I’m a fellow this year in FoodLab Detroit, which is a collective of restauranteurs and other food business owners who share a desire to build an equitable, nourishing, and sustainable food system in Detroit. It’s been a year of unprecedented change in the food industry, but instead of lamenting what we lost, why not imagine what could be built in its place? In a few short months, I’m already dreaming bigger as a result of these conversations. I’m synthesizing all that I’ve learned from sharing food, building community and teaching home cooks online to think about how to use my platform for greater good. I’m exploring opportunities to open a brick and mortar location in the city. I’m not sure what that looks like at this stage, but I’ve always envisioned a kitchen of my own to hold classes and events. I’d love to offer a creative hub, where other cooks in the digital space could shoot content and have access to commercial kitchen space. Maybe there’s a restaurant in my future, but it wouldn’t be a traditional business model, especially in light of the pandemic. Our industry needs to be shaken up, and it’s people like me who are crazy enough to do it.

What advice would you give to other chefs or restaurateurs to thrive and avoid burnout?

We get so busy cooking for others that we’re often eating junk food and takeout in our free time. But that’s the kind of food that leaves you feeling sluggish, with less energy to get through long days. I’ve really struggled with that — my own diet doesn’t always reflect the healthy food I’m more than capable of preparing for my clients. The Whole30 program has been instrumental in helping me reset my digestive system when things start to feel out of whack Eliminating added sugar and dairy from my diet helped to relieve a lot of the inflammation and “brain fog” I was experiencing, plus I sleep better too. The work is physically demanding and takes a toll on your body over time. I could barely walk the day after some of my longer catering gigs. My mom is a physical therapist and I tend to hear her voice in my head telling me to stand up straight, stretch, wear supportive shoes. I live in crocs now.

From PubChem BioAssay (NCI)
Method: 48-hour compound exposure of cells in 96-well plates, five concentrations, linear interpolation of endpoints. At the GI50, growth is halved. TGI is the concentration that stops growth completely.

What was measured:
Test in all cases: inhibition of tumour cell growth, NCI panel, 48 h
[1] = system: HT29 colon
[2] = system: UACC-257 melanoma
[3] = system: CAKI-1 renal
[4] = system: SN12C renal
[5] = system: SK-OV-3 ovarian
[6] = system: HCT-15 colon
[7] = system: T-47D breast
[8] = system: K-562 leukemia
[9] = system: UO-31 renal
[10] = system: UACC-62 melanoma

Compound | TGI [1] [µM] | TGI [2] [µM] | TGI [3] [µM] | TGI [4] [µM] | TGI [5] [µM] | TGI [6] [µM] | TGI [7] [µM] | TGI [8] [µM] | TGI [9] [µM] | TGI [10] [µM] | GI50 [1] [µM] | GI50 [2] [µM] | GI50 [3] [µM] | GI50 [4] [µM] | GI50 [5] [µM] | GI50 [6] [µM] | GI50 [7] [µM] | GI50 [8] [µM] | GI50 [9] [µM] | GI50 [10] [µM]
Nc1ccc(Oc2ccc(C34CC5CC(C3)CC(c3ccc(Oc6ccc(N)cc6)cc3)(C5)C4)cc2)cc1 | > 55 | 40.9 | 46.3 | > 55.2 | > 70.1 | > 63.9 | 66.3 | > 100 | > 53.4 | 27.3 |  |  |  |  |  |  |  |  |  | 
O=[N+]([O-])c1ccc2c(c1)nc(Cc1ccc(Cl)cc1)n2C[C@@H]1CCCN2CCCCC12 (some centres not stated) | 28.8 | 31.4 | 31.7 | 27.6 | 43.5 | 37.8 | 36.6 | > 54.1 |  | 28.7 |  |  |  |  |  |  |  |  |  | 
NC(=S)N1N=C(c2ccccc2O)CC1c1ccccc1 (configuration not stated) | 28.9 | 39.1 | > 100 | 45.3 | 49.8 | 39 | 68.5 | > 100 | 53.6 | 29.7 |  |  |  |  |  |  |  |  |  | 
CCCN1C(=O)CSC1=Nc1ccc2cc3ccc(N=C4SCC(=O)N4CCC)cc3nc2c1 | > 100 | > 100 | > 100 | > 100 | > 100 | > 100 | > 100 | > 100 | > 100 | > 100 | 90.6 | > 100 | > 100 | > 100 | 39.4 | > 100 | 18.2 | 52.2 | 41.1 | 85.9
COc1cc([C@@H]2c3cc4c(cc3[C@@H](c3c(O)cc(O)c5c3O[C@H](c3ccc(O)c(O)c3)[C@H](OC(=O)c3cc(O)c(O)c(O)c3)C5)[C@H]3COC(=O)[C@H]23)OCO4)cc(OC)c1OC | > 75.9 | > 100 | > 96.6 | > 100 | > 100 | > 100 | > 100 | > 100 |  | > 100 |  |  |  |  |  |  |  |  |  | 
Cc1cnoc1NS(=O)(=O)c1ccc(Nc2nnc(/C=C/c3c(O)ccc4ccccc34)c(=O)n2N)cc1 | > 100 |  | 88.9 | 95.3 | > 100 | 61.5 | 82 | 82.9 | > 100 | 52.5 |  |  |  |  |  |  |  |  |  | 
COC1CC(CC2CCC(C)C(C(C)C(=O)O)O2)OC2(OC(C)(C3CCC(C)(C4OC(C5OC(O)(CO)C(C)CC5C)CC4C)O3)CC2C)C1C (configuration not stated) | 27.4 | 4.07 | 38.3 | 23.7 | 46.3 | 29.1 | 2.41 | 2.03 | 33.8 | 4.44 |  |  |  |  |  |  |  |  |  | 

Other than that, I’d say it’s important to always engage with activities that excite you, even if that’s outside of the kitchen. Cooking is work now, so as much as I still love it, my brain needs a break sometimes. I’ve gotten into home decorating lately. It’s fun to have a hobby again — this one won’t become a career though! Finally, make your mental health a priority as much as you can. It’s okay to need therapy, in fact there’s probably more people who would benefit from it than not.

Do you have any advice for “up and coming” young chefs who are in need of guidance to become successful in the culinary world?

I didn’t have the advantage of culinary school, but I knew how to grind. There wasn’t any big secret to it. I just cooked every chance I got. Every time I went to the market, I picked up an ingredient I’d never used before. I read every night, whether it’s a blog post, or food magazine, or industry news. Every meal I cooked was an opportunity to learn. My last dollars went to investing in better pots and cooking equipment. You’ve gotta be hungry for it, you have to be willing to out-work everyone else, and you can’t expect success overnight. Use social media to your advantage. You can create your own buzz, tell your own story, and connect with other chefs all over the world. Be your own PR. Just remember that social media can also be a lot of smoke and mirrors. Most people are only posting their highlight reels and edited shots; you’d be surprised at the challenges “successful” people are still facing in their personal and professional lives. So, don’t compare your journey to that of strangers on the internet. Carve out a path that makes sense for your goals and circumstances. If you put in the time and work to perfect your craft, you will always come out on top. In the meantime, build real relationships with peers who you respect. Find your tribe. They can be sounding boards for honest feedback or trusted resources when you have questions about the culinary world that google can’t answer.